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import os A = os.path.join(os.path.dirname(__file__), "..") B = os.path.dirname(os.path.realpath(__file__)) C = os.path.abspath(os.path.dirname(__file__))
I usually just hard-wire these with the actual path. But there is a reason for these statements that determine path at runtime, and I would really like to understand the
os.path module so that I can start using it.
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what does the __file__ variable mean/do? dirname: Questions
os.path.dirname(__file__) returns empty
I want to get the path of the current directory under which a .py file is executed.
For example a simple file
D: est.py with code:
import os print os.getcwd() print os.path.basename(__file__) print os.path.abspath(__file__) print os.path.dirname(__file__)
It is weird that the output is:
D: test.py D: est.py EMPTY
I am expecting the same results from the
os.path.abspath = os.path.dirname + os.path.basename, why
os.path.abspath = os.path.dirname + os.path.basename does not hold. we rather have
os.path.dirname(filename) + os.path.basename(filename) == filename
basename() only split the passed filename into components without taking into account the current directory. If you want to also consider the current directory, you have to do so explicitly.
To get the dirname of the absolute path, use
what does the __file__ variable mean/do? dirname: Questions
What is the difference between os.path.basename() and os.path.dirname()?
What is the difference between
I already searched for answers and read some links, but didn"t understand. Can anyone give a simple explanation?
Both functions use the
os.path.split(path) function to split the pathname
path into a pair;
os.path.dirname(path) function returns the head of the path.
E.g.: The dirname of
os.path.basename(path) function returns the tail of the path.
E.g.: The basename of
Why is it string.join(list) instead of list.join(string)?
This has always confused me. It seems like this would be nicer:
my_list = ["Hello", "world"] print(my_list.join("-")) # Produce: "Hello-world"
my_list = ["Hello", "world"] print("-".join(my_list)) # Produce: "Hello-world"
Is there a specific reason it is like this?
It"s because any iterable can be joined (e.g, list, tuple, dict, set), but its contents and the "joiner" must be strings.
"_".join(["welcome", "to", "stack", "overflow"]) "_".join(("welcome", "to", "stack", "overflow"))
Using something other than strings will raise the following error:
TypeError: sequence item 0: expected str instance, int found
This was discussed in the String methods... finally thread in the Python-Dev achive, and was accepted by Guido. This thread began in Jun 1999, and
str.join was included in Python 1.6 which was released in Sep 2000 (and supported Unicode). Python 2.0 (supported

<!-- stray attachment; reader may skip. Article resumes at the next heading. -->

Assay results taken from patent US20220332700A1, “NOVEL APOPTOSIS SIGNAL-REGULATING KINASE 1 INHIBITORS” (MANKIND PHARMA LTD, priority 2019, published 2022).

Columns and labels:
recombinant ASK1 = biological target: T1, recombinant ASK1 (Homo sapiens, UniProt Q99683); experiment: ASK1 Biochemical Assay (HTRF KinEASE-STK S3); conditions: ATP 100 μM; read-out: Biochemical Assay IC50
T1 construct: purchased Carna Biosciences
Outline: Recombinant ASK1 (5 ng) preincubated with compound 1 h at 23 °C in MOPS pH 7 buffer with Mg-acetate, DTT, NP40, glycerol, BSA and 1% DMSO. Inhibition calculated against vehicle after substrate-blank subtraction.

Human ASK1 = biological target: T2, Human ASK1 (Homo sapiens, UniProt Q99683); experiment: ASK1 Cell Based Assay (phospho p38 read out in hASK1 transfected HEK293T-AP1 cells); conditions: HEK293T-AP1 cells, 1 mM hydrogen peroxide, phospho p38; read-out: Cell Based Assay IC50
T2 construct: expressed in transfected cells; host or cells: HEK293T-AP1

str methods including
join) was released in Oct 2000.
- There were four options proposed in this thread:
joinas a built-in function
- Guido wanted to support not only
tuples, but all sequences/iterables.
seq.reduce(str)is difficult for newcomers.
seq.join(str)introduces unexpected dependency from sequences to str/unicode.
join()as a built-in function would support only specific data types. So using a built-in namespace is not good. If
join()supports many datatypes, creating an optimized implementation would be difficult, if implemented using the
__add__method then it would ve
- The separator string (
sep) should not be omitted. Explicit is better than implicit.
Here are some additional thoughts (my own, and my friend"s):
- Unicode support was coming, but it was not final. At that time UTF-8 was the most likely about to replace UCS2/4. To calculate total buffer length of UTF-8 strings it needs to know character coding rule.
- At that time, Python had already decided on a common sequence interface rule where a user could create a sequence-like (iterable) class. But Python didn"t support extending built-in types until 2.2. At that time it was difficult to provide basic
iterableclass (which is mentioned in another comment).
Guido"s decision is recorded in a historical mail, deciding on
Funny, but it does seem right! Barry, go for it...
Guido van Rossum
join() method is in the string class, instead of the list class?
I agree it looks funny.
Historical note. When I first learned Python, I expected join to be a method of a list, which would take the delimiter as an argument. Lots of people feel the same way, and there‚Äôs a story behind the join method. Prior to Python 1.6, strings didn‚Äôt have all these useful methods. There was a separate string module which contained all the string functions; each function took a string as its first argument. The functions were deemed important enough to put onto the strings themselves, which made sense for functions like lower, upper, and split. But many hard-core Python programmers objected to the new join method, arguing that it should be a method of the list instead, or that it shouldn‚Äôt move at all but simply stay a part of the old string module (which still has lots of useful stuff in it). I use the new join method exclusively, but you will see code written either way, and if it really bothers you, you can use the old string.join function instead.
--- Mark Pilgrim, Dive into Python
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Tallinn | 2022-11-30
realpath is always a bit confusing 😭 what does the __file__ variable mean/do? is not the only problem I encountered. I just hope that will not emerge anymore
Berlin | 2022-11-30
Maybe there are another answers? What what does the __file__ variable mean/do? exactly means?. Checked yesterday, it works!
Paris | 2022-11-30
mean is always a bit confusing 😭 what does the __file__ variable mean/do? is not the only problem I encountered. Will get back tomorrow with feedback